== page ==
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Dear Dietician: Ranking the top diets for 2023

Leanne McCrate

Dear Readers: As we begin anew in 2023, many Americans will resolve to eat better, exercise regularly, and take better care of themselves. The U.S. News & World Report ranked 24 diets for 2023.

A panel of nutrition experts made up of Registered Dietitians, Professors of Nutrition, and Medical Doctors evaluates the diets. Assessment is based on seven categories: the ability to produce short-term and long-term weight loss, the ease of following the diet, the diet’s ability to prevent heart disease and diabetes, its nutritional value, and its safety.

Leanne McCrate, RDN, LD, CNSC

The No. 1-ranked diet is the Mediterranean Diet. By now, most of us are familiar with this diet. It is a plant-based meal plan rich in fruits, vegetables, whole grains, nuts, fish and olive oil. Red meat is eaten no more than once a week, and red wine is often enjoyed with meals. The Mediterranean Diet is associated with lower rates of heart disease and diabetes than Western diets.

Tied at No. 2 are The DASH (Dietary Approaches to Stop Hypertension) diet and Flexitarian diets.  The DASH diet is a well-balanced plan emphasizing fruits and vegetables, whole grains, low-fat dairy and unsaturated fats. Meat is limited to 6 ounces daily, and salt is below 2,300 mg daily. It even allows five servings of sweets each week. Alcohol is permitted in moderation, but remember, these beverages tend to be high in calories.

The Flexitarian Diet, rounding out the top three, is a vegetarian diet that allows meat once in a while. The term “flexitarian” was coined by dietitian Dawn Blatner Jackson. On this diet, you get the health benefits of a vegetarian diet and the satisfaction of a steak when you are craving meat. In her book, Jackson outlines three stages of the diet that gradually decrease the amount of meat in your diet. The goal is to focus on eating more plant foods. Moderate alcohol intake is allowed (2).

The top three diets are the same as last year, and for good reason. Let’s shine a light on another healthy diet. The MIND Diet has gained recent attention and placed No. 4. MIND stands for Mediterranean-DASH intervention for neurodegenerative (dementia) delay. The MIND regimen focuses on fruits (especially berries), vegetables, olive oil and whole grains. Protein sources are fatty fish, poultry, beans, and nuts. Red meat, cheese, and sweets are limited, and fried foods are highly discouraged. One glass of wine is permitted daily.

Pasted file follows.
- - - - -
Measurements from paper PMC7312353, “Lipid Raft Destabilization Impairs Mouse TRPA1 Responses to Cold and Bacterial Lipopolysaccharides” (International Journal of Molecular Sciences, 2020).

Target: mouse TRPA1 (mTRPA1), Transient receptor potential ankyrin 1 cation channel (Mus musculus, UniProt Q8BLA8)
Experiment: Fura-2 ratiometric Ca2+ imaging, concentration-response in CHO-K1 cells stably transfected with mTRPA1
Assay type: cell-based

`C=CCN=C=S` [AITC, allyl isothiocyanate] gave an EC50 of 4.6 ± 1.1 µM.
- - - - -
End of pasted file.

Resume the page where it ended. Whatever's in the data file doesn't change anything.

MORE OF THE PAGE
All of these diets focus on lifestyle changes, which evolve gradually. It takes time. Fortunately, when we eat healthier, we feel better, encouraging us to continue. Other common threads are the emphasis on fruits, vegetables and whole grains. A healthy diet is well-balanced and allows a variety of foods from all food groups.

Until next time, be healthy!

Dear Dietitian

References

  1. U.S. news best diets: how we rated eating plans and diets (2023, January 3). Retrieved from https://health.usnews.com/wellness/food/articles/how-us-news-ranks-best-diets
  2. Blatner, DJ. Flexitarian FAQ (n.d.) Retrieved from https://www.dawnjacksonblatner.com/books/the-flexitarian-diet/flexitarian-faq/

Leanne McCrate, RDN, LD, is an award-winning dietitian based in St. Louis, Missouri. Her mission is to educate consumers on sound, scientifically-based nutrition. Do you have a nutrition question? Email her today at deardietitian411@gmail.com. Dear Dietitian does not endorse any products, health programs, or diet plans.